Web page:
Survey: RadioShack's In Big Trouble - No Wonder Amazon Is Raising Prices
According to a DealNews survey, RadioShack's troubles are far from over.
RadioShack recently announced that it was closing 1,100 stores around the country, and soon after, Amazon announced a price increase on its Amazon Prime subscriptions. If DealNews's (unscientific) survey of its readers its correct, Amazon has nothing to worry from the 80s electronics retail relic.
DealNews asked their readers a few questions about RadioShack, like what they bought at RadioShack in the past year and how they made those purchases, and the results are not good for the struggling company.
According to DealNews, 41 percent of their readership went to RadioShack last year to buy generally cheap electronics accessories, like cables, smartphone chargers, memory cards, cases, and batteries. Another 32 percent said they went to "The Shack" to buy "hobby electronics" like soldering irons, capacitors and other do it yourself widgets. Only 6 percent went for small electronics, like cameras and tablets, with another 6 percent visiting RadioShack for a phone. Finally, 2 percent went there for big home electronics purchases like televisions or speaker systems, and no one said they purchased computers from the retailer.
Basically, as we mentioned before, when RadioShack announced it was closing a fifth of its physical retail locations in an effort to cut costs and turn around the struggling company, the main things people buy there are widgets and accessories -- something which Amazon can often offer at much cheaper prices and with much larger selection. It seems no one is going to the retailer for their next big tech purchase.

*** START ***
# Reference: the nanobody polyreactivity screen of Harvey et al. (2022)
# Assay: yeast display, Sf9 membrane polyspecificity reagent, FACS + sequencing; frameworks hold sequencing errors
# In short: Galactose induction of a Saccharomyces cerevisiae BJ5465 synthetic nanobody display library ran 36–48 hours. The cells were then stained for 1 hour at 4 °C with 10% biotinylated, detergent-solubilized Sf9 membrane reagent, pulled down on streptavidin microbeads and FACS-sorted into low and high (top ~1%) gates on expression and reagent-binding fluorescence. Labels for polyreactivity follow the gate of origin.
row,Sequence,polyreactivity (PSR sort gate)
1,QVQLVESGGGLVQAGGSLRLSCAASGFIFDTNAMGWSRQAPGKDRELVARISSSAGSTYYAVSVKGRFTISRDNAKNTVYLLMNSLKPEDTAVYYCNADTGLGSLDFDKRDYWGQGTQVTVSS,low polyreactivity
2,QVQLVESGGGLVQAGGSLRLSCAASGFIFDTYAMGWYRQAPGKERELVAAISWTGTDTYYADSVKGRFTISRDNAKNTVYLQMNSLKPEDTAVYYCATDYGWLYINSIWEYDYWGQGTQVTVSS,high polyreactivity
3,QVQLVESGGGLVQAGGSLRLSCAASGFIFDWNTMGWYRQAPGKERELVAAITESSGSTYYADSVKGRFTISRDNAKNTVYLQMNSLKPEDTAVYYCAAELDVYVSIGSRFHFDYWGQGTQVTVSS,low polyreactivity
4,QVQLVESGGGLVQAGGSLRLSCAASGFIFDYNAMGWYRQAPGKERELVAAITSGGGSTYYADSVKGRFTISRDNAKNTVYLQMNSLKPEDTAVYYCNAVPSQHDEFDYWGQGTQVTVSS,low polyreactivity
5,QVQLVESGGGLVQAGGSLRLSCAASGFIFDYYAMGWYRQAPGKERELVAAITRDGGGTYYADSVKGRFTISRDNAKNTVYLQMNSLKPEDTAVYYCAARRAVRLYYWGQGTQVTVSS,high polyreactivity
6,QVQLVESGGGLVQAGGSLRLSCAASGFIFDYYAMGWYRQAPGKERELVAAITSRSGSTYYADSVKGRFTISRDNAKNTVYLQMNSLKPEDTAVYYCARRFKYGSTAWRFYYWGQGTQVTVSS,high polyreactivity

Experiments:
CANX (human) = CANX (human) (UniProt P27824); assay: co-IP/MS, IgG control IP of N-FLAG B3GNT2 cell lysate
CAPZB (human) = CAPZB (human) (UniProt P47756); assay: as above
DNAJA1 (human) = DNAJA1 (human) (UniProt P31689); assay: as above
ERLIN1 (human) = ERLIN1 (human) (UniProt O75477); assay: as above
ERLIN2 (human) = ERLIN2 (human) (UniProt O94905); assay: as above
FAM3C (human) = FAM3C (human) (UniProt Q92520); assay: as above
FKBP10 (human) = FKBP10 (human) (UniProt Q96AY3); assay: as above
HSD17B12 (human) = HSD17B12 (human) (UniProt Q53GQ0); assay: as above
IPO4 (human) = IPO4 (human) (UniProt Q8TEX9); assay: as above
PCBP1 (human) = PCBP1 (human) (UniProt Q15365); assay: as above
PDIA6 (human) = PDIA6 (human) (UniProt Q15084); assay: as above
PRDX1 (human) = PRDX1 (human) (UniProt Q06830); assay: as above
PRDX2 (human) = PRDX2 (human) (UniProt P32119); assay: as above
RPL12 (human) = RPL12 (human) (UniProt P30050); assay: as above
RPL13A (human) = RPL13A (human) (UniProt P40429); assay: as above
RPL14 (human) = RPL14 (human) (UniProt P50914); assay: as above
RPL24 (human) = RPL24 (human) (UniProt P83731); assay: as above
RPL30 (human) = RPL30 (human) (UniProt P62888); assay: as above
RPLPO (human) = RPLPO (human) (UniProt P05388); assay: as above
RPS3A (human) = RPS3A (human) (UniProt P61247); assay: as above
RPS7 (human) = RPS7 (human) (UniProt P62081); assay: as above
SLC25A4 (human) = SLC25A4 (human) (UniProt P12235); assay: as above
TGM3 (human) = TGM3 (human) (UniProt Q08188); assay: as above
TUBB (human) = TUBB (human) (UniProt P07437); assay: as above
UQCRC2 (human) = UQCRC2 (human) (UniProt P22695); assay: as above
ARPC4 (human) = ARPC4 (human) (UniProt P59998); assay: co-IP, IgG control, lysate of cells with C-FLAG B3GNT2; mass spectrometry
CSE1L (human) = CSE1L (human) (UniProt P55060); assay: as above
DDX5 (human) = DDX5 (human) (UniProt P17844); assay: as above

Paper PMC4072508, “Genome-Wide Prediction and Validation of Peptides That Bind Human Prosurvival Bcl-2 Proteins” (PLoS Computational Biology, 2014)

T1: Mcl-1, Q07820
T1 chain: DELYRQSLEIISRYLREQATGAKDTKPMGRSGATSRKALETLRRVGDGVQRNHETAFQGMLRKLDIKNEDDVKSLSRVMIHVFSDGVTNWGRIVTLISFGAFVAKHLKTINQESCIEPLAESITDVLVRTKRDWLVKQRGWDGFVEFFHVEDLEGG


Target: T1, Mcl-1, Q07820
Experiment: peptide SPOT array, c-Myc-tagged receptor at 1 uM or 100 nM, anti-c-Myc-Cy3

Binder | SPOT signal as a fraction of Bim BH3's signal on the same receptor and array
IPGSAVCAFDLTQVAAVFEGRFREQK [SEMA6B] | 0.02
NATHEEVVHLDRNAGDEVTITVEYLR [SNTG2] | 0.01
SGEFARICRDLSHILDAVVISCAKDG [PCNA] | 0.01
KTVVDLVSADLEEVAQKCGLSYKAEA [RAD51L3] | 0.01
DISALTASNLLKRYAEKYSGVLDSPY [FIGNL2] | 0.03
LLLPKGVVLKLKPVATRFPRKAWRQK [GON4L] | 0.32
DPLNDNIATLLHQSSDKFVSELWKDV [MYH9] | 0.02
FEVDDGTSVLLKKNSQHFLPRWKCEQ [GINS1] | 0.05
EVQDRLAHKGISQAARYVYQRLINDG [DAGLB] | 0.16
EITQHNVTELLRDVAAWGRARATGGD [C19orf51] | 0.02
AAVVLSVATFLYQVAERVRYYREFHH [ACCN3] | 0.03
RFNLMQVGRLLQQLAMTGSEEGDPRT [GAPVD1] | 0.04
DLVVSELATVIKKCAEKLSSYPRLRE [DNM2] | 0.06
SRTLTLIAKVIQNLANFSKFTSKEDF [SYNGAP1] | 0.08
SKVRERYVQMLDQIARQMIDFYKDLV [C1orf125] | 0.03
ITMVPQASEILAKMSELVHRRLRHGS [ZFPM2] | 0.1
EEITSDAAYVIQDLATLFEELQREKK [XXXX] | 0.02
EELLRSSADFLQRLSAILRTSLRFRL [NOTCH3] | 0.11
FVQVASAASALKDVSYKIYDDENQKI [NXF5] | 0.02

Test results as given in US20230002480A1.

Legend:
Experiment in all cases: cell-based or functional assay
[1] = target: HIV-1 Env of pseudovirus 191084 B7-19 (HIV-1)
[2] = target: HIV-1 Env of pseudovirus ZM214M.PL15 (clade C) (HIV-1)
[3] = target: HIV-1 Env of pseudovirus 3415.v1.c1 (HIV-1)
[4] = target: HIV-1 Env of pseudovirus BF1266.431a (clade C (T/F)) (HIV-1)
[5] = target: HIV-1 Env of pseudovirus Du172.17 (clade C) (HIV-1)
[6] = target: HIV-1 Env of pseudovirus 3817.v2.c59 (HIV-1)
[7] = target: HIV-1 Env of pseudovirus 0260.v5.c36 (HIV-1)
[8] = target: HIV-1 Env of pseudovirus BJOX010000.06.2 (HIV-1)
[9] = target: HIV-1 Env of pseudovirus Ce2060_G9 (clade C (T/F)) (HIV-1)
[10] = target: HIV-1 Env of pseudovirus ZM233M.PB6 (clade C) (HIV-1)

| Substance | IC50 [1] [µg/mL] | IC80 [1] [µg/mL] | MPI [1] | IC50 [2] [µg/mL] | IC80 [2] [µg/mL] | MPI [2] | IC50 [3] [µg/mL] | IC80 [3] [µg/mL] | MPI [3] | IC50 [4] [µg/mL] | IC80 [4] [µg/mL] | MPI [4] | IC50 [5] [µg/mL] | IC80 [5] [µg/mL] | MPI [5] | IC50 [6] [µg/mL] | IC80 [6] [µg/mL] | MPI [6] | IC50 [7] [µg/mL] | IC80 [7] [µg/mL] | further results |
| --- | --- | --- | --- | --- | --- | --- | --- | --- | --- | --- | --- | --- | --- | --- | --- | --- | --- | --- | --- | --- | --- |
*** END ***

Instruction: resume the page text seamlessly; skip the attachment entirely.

To make matters worse, when asked how they bought products at RadioShack, 90 percent of DealNews's respondents said they did it in-store, with a miniscule 3 percent saying they went to RadioShack's online site. This is also bad news for the future of RadioShack, as more retail traffic in tech moves online.
It's simply a terrible place to start building from. For example, as we previously reported, office supply and electronics retailer Staples made a similar announcement about closing retail locations the day after RadioShack, but also said it was continually making moves in its online store, which should double in size by the end of the year.
It appears RadioShack is not primed to do that, as over half of the survey's respondents said they only made the RadioShack purchases (same-day, in-store) in the case of an emergency or "last minute." The majority of preplanned tech purchases are probably going to Amazon, as well as other sites online, instead of RadioShack's virtual store -- especially because the main complaint for RadioShack is reportedly that the prices are too high.
Since this was a survey of readers of a deals website, the sample of over 2,000 respondents is undoubtedly skewed towards the deal-savvy. But if this only even represents people looking for low prices, RadioShack is still in trouble.
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